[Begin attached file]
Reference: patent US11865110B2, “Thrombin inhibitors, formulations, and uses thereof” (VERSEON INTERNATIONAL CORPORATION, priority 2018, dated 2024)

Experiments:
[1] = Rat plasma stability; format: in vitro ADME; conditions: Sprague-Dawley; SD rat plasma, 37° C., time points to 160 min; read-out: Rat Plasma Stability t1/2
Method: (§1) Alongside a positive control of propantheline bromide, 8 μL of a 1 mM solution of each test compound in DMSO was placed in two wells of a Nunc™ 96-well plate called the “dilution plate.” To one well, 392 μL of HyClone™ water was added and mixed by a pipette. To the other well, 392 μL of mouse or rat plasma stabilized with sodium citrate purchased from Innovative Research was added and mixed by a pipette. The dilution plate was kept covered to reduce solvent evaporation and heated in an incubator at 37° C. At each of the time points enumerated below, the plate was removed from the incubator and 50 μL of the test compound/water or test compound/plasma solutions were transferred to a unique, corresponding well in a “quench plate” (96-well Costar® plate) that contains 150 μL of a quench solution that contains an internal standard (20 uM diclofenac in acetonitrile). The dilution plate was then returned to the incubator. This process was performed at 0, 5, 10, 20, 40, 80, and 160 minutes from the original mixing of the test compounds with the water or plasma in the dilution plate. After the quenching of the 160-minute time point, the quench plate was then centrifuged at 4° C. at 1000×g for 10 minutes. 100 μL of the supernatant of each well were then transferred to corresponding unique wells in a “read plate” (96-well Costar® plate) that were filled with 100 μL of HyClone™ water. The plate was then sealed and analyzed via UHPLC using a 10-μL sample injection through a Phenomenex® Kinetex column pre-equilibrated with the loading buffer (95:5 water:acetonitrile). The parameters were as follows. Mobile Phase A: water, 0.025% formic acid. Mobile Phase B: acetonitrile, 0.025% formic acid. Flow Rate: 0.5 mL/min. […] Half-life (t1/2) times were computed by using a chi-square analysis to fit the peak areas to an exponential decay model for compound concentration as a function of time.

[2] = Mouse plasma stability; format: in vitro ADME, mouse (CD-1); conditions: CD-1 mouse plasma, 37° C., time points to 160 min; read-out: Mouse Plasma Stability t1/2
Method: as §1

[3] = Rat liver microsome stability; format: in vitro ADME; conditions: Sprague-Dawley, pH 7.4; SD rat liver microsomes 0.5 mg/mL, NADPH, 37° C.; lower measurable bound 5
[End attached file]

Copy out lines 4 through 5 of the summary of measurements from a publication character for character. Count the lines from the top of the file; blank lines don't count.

Method: (§1) Alongside a positive control of propantheline bromide, 8 μL of a 1 mM solution of each test compound in DMSO was placed in two wells of a Nunc™ 96-well plate called the “dilution plate.” To one well, 392 μL of HyClone™ water was added and mixed by a pipette. To the other well, 392 μL of mouse or rat plasma stabilized with sodium citrate purchased from Innovative Research was added and mixed by a pipette. The dilution plate was kept covered to reduce solvent evaporation and heated in an incubator at 37° C. At each of the time points enumerated below, the plate was removed from the incubator and 50 μL of the test compound/water or test compound/plasma solutions were transferred to a unique, corresponding well in a “quench plate” (96-well Costar® plate) that contains 150 μL of a quench solution that contains an internal standard (20 uM diclofenac in acetonitrile). The dilution plate was then returned to the incubator. This process was performed at 0, 5, 10, 20, 40, 80, and 160 minutes from the original mixing of the test compounds with the water or plasma in the dilution plate. After the quenching of the 160-minute time point, the quench plate was then centrifuged at 4° C. at 1000×g for 10 minutes. 100 μL of the supernatant of each well were then transferred to corresponding unique wells in a “read plate” (96-well Costar® plate) that were filled with 100 μL of HyClone™ water. The plate was then sealed and analyzed via UHPLC using a 10-μL sample injection through a Phenomenex® Kinetex column pre-equilibrated with the loading buffer (95:5 water:acetonitrile). The parameters were as follows. Mobile Phase A: water, 0.025% formic acid. Mobile Phase B: acetonitrile, 0.025% formic acid. Flow Rate: 0.5 mL/min. […] Half-life (t1/2) times were computed by using a chi-square analysis to fit the peak areas to an exponential decay model for compound concentration as a function of time.

[2] = Mouse plasma stability; format: in vitro ADME, mouse (CD-1); conditions: CD-1 mouse plasma, 37° C., time points to 160 min; read-out: Mouse Plasma Stability t1/2